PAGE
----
"It seems that you are saying we don't choose whether or not we crave, but we do choose how we act. Have I understood you correctly? If so, then I would like to ask whether you consider choices (or actions) to arise dependent upon conditions just as craving does? If this is the case, then why am I responsible for the former and not the latter? If this isn’t the case, then why isn’t it the case?"The question is basically the question of free will. Are our choices in response to craving and hatred really choices or are they a matter of karma playing itself out?
There are many ways to approach this. So let's start with cause and effect. Craving is an effect of previous choices. Choices cause craving (or not). The fact that we do crave influences our choices - but it does not determine them. When craving is present we are strongly drawn to the object we desire, but we are not inexorably or invariably drawn to it. Experientially you will know this to be true - sometimes you can say no to desire. This choice, according to Buddhism, is always present, and it is what distinguishes the human state from other possible states of being.
My understanding of free will is that it is silly to insist on absolutes - the debate in the West is often in terms of do we have it or not, and this is framed by a dispute within Christianity, as well as a dispute between Christians and Humanists. This is not a debate I'm inclined to join on it's own terms as it is framed in terms of a world view I don't share. I suggest that it is more useful to ask this: "to what extent are we free to choose?" Our choices are conditioned by our previous choices - the technical term for this is saṃskārā. If we make the same kind of choice many times it becomes habitual, and habits are hard to break, saṃskārās are these habits compounded over lifetimes. Even addictions, where there is very little choice, however, are able to be overcome given good conditions. People can and do change. I know I've seen it for myself, and so the question becomes how much can we change, and under what conditions, and in what directions?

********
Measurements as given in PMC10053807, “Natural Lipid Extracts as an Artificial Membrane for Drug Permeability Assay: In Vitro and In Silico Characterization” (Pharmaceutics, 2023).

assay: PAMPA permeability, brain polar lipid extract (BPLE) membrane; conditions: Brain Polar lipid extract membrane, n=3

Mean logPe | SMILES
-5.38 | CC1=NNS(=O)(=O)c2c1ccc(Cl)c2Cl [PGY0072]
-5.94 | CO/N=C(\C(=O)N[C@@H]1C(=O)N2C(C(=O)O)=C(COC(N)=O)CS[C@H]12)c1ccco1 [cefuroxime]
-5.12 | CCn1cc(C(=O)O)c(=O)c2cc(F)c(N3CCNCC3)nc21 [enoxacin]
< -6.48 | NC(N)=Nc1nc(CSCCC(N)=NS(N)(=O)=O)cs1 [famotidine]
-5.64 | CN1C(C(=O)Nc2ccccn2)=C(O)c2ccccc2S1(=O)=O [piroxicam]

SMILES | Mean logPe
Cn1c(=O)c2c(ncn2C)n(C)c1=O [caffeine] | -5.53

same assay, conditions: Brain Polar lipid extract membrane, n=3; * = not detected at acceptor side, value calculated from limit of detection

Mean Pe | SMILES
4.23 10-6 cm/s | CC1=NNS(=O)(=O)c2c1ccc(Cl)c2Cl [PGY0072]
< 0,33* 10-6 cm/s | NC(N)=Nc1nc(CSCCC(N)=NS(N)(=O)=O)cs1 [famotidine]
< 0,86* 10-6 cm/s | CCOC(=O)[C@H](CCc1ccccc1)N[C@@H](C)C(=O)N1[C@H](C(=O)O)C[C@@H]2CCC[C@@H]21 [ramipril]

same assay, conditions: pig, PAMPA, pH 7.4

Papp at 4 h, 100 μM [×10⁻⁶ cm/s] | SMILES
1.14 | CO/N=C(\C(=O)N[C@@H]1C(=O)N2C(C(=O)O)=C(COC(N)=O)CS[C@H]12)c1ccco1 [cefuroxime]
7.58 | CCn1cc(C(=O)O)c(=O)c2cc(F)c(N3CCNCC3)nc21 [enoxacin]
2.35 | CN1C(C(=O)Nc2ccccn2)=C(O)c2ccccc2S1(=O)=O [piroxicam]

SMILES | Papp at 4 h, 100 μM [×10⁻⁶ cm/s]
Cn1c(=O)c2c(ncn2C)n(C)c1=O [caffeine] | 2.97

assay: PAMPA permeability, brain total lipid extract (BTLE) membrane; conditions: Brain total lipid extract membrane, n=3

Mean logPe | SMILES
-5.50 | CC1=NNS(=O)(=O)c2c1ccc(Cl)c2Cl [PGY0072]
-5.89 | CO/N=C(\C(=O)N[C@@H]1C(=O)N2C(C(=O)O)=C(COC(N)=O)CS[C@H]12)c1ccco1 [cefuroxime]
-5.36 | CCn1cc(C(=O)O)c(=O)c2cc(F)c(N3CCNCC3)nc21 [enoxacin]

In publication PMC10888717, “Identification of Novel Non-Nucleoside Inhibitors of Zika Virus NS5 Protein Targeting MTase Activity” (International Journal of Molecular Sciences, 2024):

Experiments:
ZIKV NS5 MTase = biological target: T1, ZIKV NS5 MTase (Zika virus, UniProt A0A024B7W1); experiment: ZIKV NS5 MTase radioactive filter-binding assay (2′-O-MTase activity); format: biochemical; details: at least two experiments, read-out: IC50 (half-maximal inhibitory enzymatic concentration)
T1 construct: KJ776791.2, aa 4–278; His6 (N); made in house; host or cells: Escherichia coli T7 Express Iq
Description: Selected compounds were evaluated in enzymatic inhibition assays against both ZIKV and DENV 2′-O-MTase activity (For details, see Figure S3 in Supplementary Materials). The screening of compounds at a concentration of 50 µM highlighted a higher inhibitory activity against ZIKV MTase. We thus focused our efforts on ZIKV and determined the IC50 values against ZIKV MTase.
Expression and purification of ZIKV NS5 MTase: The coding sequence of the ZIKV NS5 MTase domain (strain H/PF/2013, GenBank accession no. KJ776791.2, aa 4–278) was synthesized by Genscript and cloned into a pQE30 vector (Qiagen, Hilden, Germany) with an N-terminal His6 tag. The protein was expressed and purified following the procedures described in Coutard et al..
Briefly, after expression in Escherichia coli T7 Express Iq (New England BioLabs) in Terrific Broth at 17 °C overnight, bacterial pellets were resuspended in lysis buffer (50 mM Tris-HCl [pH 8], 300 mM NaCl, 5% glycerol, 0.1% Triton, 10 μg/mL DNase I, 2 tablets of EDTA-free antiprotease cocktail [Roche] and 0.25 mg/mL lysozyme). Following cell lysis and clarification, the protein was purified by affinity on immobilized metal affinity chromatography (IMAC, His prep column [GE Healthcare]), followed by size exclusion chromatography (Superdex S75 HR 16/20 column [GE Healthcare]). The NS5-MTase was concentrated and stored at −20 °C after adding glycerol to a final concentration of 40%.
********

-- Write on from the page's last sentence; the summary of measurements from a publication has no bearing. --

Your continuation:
Sometimes rather than exercising free will we might talk about setting up positive conditions for change. By this I mean conditions which encourage mindfulness and emotional positivity. The traditional way of talking about the wheel of life is that most of it is just inevitable, almost like an automatic process: so if you are born, then you die, and are reborn; if you have the sensory equipment then you have sensory experiences. And the rest is just details. But there is a possible gap in the process. It is between sensation (vedanā) and craving (taṇha). It is just possible to experience the pleasurable sensation and not experience the desire to possess it. If this were not possible then we could never say no to desire.
In breaking free of craving we do not break the cycle all at once. At first we weaken the reaction. So when there is no mindfulness we experience the pleasurable sensation, and reach for it without thinking. When we have some mindfulness however there is a possibility of not reaching for the object. We may feel the desire to reach out for the pleasure (to try to obtain, maintain, or retain it: the -tain part comes from Latin tenere "to hold"), but we stifle the desire and in doing so we experience a little bit of freedom - a taste of freedom. We can build on this until we have more and more freedom to not try to obtain the object of desire. We find that this makes us more content. Often you get a taste of this on retreat where the conditions are good for mindfulness and desire naturally reduces. Then the task becomes the breaking of desire itself which means we go beyond being mindful of our sensations and reactions, and trying to hold in mind the process itself, and try to see into that process to see through it - this is the literal meaning of vipassanā, to see through.